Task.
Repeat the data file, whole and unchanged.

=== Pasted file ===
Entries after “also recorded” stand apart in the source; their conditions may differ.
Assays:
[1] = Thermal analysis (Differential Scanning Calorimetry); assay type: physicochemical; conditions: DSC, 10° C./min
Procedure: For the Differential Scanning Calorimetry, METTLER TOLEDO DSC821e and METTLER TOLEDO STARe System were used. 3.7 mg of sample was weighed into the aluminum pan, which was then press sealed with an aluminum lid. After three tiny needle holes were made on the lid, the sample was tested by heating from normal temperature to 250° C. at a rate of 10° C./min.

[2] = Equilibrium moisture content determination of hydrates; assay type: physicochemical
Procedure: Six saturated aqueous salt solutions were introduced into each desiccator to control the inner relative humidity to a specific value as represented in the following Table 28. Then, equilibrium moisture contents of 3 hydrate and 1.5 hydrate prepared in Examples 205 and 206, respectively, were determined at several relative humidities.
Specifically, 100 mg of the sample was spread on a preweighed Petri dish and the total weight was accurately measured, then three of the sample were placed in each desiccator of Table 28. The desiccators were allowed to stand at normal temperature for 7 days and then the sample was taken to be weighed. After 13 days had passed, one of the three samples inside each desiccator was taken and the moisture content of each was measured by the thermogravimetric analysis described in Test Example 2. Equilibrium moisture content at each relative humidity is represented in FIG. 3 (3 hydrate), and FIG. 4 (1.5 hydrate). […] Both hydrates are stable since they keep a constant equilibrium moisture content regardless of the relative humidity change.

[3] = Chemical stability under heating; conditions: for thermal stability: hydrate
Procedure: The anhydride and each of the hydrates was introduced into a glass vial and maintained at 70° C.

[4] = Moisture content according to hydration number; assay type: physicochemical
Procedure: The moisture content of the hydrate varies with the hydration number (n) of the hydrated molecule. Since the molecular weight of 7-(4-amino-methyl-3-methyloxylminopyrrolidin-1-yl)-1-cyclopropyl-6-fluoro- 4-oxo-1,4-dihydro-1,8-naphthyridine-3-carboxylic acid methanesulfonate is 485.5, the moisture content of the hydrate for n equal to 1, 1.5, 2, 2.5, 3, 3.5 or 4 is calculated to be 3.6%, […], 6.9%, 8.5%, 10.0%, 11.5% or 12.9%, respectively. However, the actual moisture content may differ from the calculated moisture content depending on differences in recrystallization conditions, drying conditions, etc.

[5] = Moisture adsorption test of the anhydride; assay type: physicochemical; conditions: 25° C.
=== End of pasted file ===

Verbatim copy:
Entries after “also recorded” stand apart in the source; their conditions may differ.
Assays:
[1] = Thermal analysis (Differential Scanning Calorimetry); assay type: physicochemical; conditions: DSC, 10° C./min
Procedure: For the Differential Scanning Calorimetry, METTLER TOLEDO DSC821e and METTLER TOLEDO STARe System were used. 3.7 mg of sample was weighed into the aluminum pan, which was then press sealed with an aluminum lid. After three tiny needle holes were made on the lid, the sample was tested by heating from normal temperature to 250° C. at a rate of 10° C./min.

[2] = Equilibrium moisture content determination of hydrates; assay type: physicochemical
Procedure: Six saturated aqueous salt solutions were introduced into each desiccator to control the inner relative humidity to a specific value as represented in the following Table 28. Then, equilibrium moisture contents of 3 hydrate and 1.5 hydrate prepared in Examples 205 and 206, respectively, were determined at several relative humidities.
Specifically, 100 mg of the sample was spread on a preweighed Petri dish and the total weight was accurately measured, then three of the sample were placed in each desiccator of Table 28. The desiccators were allowed to stand at normal temperature for 7 days and then the sample was taken to be weighed. After 13 days had passed, one of the three samples inside each desiccator was taken and the moisture content of each was measured by the thermogravimetric analysis described in Test Example 2. Equilibrium moisture content at each relative humidity is represented in FIG. 3 (3 hydrate), and FIG. 4 (1.5 hydrate). […] Both hydrates are stable since they keep a constant equilibrium moisture content regardless of the relative humidity change.

[3] = Chemical stability under heating; conditions: for thermal stability: hydrate
Procedure: The anhydride and each of the hydrates was introduced into a glass vial and maintained at 70° C.

[4] = Moisture content according to hydration number; assay type: physicochemical
Procedure: The moisture content of the hydrate varies with the hydration number (n) of the hydrated molecule. Since the molecular weight of 7-(4-amino-methyl-3-methyloxylminopyrrolidin-1-yl)-1-cyclopropyl-6-fluoro- 4-oxo-1,4-dihydro-1,8-naphthyridine-3-carboxylic acid methanesulfonate is 485.5, the moisture content of the hydrate for n equal to 1, 1.5, 2, 2.5, 3, 3.5 or 4 is calculated to be 3.6%, […], 6.9%, 8.5%, 10.0%, 11.5% or 12.9%, respectively. However, the actual moisture content may differ from the calculated moisture content depending on differences in recrystallization conditions, drying conditions, etc.

[5] = Moisture adsorption test of the anhydride; assay type: physicochemical; conditions: 25° C.